Imagine an illicit drug so powerful that a dose of just three salt-sized grains is fatal. A drug so dangerous that first responders answering a 911 call reporting an overdose should wear hazmat suits to protect themselves from exposure to it. A substance so deadly that drug-detection dogs aren’t allowed to sniff for it because it could kill them. This is not science fiction. This drug exists. It’s called fentanyl — the very painkiller that killed musical icon Prince and thousands of other Americans last year. If left unchecked, this Godzilla of opioids threatens to lay waste to communities across the country.
The evidence is that fentanyl is already on the rampage. Between 2013 and 2015, the United States saw an increase of more than 8,000 percent in the amount of synthetic opioids like fentanyl seized by U.S. Customs and Border Protection. Worse, according to the Massachusetts State Police Crime Laboratory, from 2013 to 2015, the number of items seized by law enforcement that tested positive for fentanyl — either fentanyl alone or a heroin-fentanyl combination — increased by 10,000 percent. Last year, of the 1,319 opioid-related deaths in the Commonwealth for which a blood test was available, more than half — 754 — tested positive for fentanyl.
This deadly trajectory is why I recently convened a roundtable discussion on fentanyl at Massachusetts General Hospital, bringing together top government officials like Customs and Border Protection chief and former “Drug Czar” Gil Kerlikoswke, and the Drug Enforcement Administration’s Special Agent in Charge for New England, Michael Ferguson, as well as key health and treatment leaders like Dr. Myechia Minter-Jordan, President and CEO of The Dimock Center in Roxbury and Dr. Sarah Wakeman of Massachusetts General Hospital.
From prevention to treatment to interdiction, illicit fentanyl presents myriad challenges. Fentanyl on the streets of Massachusetts often originates in China, and then is smuggled into the United States by Mexican drug cartels. We need to work with these countries to control the production and export of the drug. Because fentanyl is so powerful, shipments are small and difficult to detect. That is why we need to devote additional resources to interdiction and new detection technologies. Fentanyl’s potency means that treating an overdose victim with a single hit of the antidote naloxone, as called Narcan, is no longer sufficient, and multiple applications are often required. We need to ensure an adequate supply of Narcan, that is widely available and affordable, especially for our first responders. And when overdoses do occur, it is more important than ever to get patients suffering from dependency and addiction into treatment — at programs like The Dimock Center or through the Police Assisted Addiction and Recovery Initiative based out of Gloucester. And once in treatment, we must ensure patients have access to a continuum of customized care, as Massachusetts General is doing.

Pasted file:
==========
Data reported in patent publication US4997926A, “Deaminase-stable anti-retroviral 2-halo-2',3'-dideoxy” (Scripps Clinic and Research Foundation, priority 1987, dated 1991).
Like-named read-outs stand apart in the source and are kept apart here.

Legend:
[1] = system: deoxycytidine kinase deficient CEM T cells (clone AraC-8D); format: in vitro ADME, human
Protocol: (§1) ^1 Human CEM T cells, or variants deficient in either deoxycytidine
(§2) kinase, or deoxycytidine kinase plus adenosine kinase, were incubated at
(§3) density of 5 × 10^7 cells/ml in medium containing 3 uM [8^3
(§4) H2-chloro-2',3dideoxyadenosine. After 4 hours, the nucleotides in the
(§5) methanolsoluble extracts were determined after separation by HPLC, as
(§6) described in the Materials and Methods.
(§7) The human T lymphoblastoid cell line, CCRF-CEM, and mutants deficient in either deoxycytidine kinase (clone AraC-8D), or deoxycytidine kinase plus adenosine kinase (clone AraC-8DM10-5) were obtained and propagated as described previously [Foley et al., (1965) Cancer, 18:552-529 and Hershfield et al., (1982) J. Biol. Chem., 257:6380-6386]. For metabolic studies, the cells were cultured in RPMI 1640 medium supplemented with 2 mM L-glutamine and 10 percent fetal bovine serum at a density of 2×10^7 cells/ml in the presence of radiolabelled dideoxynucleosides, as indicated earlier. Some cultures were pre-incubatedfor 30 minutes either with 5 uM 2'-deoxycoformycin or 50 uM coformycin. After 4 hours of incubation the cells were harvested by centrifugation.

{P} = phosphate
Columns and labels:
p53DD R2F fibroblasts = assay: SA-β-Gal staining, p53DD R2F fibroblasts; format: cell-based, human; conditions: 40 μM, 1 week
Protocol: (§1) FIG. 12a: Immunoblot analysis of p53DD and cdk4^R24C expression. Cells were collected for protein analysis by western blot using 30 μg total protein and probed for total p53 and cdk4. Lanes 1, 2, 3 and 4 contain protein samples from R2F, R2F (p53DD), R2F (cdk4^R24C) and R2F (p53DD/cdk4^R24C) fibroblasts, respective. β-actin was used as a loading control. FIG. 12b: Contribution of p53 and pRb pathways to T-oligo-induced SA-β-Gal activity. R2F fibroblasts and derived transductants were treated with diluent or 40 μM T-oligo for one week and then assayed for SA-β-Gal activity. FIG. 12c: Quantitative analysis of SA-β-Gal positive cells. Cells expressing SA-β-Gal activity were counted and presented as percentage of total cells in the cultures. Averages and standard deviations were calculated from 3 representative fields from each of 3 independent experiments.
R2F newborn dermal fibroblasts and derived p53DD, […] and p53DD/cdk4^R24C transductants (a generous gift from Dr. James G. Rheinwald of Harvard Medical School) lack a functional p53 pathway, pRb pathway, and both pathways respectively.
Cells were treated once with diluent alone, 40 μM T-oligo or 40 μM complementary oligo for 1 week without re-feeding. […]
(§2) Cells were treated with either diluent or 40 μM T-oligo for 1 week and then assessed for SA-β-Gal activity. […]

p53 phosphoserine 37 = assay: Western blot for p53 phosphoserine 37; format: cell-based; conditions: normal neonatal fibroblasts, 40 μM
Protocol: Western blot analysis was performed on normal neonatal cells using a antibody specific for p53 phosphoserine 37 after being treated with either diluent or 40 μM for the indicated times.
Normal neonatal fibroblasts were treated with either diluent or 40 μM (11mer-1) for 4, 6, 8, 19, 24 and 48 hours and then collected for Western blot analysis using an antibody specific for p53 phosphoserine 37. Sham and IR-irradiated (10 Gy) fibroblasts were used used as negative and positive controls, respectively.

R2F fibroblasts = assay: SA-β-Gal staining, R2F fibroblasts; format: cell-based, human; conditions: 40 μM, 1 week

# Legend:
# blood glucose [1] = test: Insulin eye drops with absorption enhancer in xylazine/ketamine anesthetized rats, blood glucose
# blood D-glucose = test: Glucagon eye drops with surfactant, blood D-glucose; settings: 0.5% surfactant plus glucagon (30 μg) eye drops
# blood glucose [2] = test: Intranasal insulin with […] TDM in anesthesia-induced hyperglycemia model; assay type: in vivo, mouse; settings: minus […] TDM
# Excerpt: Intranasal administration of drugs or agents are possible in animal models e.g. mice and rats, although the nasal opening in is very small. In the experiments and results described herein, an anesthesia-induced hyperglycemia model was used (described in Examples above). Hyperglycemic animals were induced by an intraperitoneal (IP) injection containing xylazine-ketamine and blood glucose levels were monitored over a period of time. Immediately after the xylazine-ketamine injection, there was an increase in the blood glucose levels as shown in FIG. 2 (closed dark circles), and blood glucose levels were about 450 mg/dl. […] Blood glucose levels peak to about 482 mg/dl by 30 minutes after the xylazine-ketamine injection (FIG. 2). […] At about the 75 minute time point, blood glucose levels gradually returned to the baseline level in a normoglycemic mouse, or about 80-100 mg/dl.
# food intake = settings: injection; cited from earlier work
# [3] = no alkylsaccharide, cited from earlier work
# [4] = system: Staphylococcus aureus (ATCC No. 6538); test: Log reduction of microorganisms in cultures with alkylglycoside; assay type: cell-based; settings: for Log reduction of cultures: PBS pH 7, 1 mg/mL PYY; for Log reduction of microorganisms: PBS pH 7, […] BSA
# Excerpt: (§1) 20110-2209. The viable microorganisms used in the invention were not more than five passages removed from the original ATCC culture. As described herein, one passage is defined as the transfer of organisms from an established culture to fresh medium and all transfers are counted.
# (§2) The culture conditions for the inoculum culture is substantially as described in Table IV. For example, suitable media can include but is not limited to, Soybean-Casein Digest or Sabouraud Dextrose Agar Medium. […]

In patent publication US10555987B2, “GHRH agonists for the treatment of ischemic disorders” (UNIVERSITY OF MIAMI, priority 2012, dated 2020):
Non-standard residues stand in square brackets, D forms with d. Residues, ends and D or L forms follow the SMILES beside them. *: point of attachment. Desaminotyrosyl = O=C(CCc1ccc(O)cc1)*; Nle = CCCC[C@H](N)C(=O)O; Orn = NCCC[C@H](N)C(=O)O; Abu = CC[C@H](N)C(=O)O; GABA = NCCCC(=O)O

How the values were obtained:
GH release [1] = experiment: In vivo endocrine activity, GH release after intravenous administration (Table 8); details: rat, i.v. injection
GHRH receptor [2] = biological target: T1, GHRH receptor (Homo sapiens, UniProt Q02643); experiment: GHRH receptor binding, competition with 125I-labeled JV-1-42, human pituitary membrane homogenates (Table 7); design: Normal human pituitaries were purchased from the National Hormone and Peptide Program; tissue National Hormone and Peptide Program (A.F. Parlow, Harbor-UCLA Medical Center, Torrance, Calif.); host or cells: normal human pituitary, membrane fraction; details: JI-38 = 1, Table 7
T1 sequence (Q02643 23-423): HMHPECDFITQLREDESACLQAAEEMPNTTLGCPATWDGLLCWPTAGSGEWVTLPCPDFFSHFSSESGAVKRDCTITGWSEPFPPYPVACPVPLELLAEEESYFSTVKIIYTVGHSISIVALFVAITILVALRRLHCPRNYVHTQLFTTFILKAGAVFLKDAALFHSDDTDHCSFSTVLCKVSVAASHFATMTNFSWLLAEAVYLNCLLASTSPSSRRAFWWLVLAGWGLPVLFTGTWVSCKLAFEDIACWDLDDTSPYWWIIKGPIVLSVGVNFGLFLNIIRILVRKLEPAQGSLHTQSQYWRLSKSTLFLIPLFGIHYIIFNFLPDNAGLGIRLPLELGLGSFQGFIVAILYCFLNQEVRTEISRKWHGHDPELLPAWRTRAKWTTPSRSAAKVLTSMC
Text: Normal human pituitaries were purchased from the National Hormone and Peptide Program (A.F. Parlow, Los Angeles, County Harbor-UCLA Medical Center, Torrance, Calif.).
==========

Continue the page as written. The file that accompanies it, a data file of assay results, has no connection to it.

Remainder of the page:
Illicit fentanyl is difficult to detect and has deadly consequences for those who unknowingly come into its path. We cannot let another day pass by without taking the necessary steps to educate our communities about this deadly drug, develop a national strategy, and collaborate with our international partners. American lives depend on a solution to this latest opioid crisis.